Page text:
The Best Method For Getting Rid Of Thorny Brambles In Your Yard

Trying to eliminate a thicket of prickly brambles can be a thorn in your side. Literally. Even with leather gloves and a thick coat, you could end up with scratches and gashes. While people typically love the berries they produce, the vines can be a hazard and an eyesore. But trying to get rid of brambles — which also include blackberry bushes — doesn't have to be as challenging as you might expect.

To start, make sure that you protect yourself as much as possible. Regular gardening gloves, even ones coated in latex or made with leather palms, may not be enough won't be enough to protect your hands from prickles. You want to wear thick, full-leather gardening gloves to protect your hands as you handle the thorny stalks. Ideally, full-leather gloves that go past your wrists are ideal if you can find them. And make sure to wear thick layers of clothes, like a heavy sweatshirt and a sturdy pair of jeans, to protect the rest of your body.

The first steps in getting rid of your brambles

The first step is to chop back all the vines. A good pair of gardening loppers will be your friend. Loppers are long-handled pruning shears with more power than your regular handheld pruners so that they can get through the woody stalks of old bramble bushes, which can be quite thick. The handles also help to keep your arms protected as you chop down the vines. Ordinary handheld garden shears can also work on thinner plants or new ends. Start cutting at the fresh ends of the plant where they're more malleable, and the thorns are smaller. Ideally, you can chop them into smaller, manageable portions, around 8 to 12 inches, until you get down to the base core of each vine. 

Once you have the vines down to a manageable size, you want to dig out all the roots you can find. In that case, investing in a root-digging tool would be a good idea. While not expensive, they're like shovels with a blade on the edge. You could get a Japanese hori hori blade that looks like a narrow garden shovel but has a serrated edge, or go for full-scale sawblade-like shovels meant to get to thicker, deeper roots. A small pitchfork also could work. You might do well with just your hands if you have younger plants, but larger vines will likely need something more substantial to dig out the underground root structure.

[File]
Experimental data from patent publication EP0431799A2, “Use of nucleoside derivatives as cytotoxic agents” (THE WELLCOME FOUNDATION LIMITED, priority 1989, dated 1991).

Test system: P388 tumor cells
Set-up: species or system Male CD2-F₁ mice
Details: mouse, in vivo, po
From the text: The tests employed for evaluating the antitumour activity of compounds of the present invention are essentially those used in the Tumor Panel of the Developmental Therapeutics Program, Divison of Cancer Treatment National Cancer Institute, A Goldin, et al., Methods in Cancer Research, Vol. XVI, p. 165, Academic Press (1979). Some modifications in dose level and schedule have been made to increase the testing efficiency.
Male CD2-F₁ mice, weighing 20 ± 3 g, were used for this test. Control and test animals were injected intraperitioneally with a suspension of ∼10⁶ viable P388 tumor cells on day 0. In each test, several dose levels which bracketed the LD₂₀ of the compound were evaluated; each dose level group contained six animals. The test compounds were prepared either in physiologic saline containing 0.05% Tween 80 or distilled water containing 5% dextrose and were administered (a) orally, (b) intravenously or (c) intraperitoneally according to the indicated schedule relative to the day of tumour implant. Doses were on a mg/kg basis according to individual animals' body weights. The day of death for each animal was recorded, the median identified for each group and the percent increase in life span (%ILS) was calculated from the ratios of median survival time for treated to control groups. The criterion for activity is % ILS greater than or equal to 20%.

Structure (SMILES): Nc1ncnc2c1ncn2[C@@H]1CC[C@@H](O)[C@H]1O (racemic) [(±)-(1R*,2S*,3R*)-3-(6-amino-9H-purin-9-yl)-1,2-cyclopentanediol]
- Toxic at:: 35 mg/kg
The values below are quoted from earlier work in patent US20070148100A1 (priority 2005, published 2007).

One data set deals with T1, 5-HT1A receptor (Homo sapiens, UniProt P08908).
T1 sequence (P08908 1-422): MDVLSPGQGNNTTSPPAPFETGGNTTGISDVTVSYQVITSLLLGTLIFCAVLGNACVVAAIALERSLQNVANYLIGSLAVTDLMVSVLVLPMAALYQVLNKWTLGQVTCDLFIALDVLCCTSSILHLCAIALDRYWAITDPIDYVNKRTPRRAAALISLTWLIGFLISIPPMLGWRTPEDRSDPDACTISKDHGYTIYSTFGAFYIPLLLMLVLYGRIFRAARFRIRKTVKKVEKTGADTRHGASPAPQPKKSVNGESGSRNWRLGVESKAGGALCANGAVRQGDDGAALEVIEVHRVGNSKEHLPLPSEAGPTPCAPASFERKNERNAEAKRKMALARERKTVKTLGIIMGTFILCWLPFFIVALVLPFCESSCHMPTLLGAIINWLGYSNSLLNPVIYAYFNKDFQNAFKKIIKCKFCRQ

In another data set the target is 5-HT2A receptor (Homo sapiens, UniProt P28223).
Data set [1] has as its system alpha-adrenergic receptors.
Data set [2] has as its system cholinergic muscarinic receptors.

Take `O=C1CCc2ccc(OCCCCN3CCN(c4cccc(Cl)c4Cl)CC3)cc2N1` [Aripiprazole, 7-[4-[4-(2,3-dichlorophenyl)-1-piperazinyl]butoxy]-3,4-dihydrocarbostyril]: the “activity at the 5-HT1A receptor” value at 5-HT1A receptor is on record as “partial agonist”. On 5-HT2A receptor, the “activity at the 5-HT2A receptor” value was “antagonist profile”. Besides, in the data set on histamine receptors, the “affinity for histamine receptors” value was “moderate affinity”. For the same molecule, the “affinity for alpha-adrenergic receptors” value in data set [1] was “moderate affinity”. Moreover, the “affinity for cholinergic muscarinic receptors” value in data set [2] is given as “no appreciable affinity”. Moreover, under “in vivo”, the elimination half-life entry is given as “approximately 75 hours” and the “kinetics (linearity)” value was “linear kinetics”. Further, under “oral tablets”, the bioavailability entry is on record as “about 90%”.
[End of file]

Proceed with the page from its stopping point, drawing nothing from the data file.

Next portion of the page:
Keep an eye on new bramble growth

You might think you're done once you've gotten rid of the existing plants. But sadly, brambles and blackberry bushes are hardy and can regenerate from any remaining roots. They're part of a class of plants that propagate through rhizome division, which are basically sprouts of the plants that branch out from the primary growth. Similar plants with rhizomes include hops and bamboo, both of which can also become invasive. Blackberry bushes also grow back fast, so don't let your hard work and potential skin scrape sacrifice be in vain. Keep an eye on the area where the brambles grew, and be vigilant about digging out any sprouts or new growth as quickly as you can so they don't re-spread.

One other option to look into is a brushwood killer or a stump and vine killer. If you don't like the idea of using pesticides, there are natural remedies available. One such remedy includes combining two parts regular table salt and one part water in a spray bottle and then misting the roots, branches, stems, and leaves with the mixture. Repeat the process daily for 10 days in a row, then remove the unwanted plants manually. This method can be effective for killing brambles in smaller areas. It may not be strong enough, though, for a significant infestation. Still, whatever you use, regular monitoring and maintenance can help you remove these bramble bushes for good.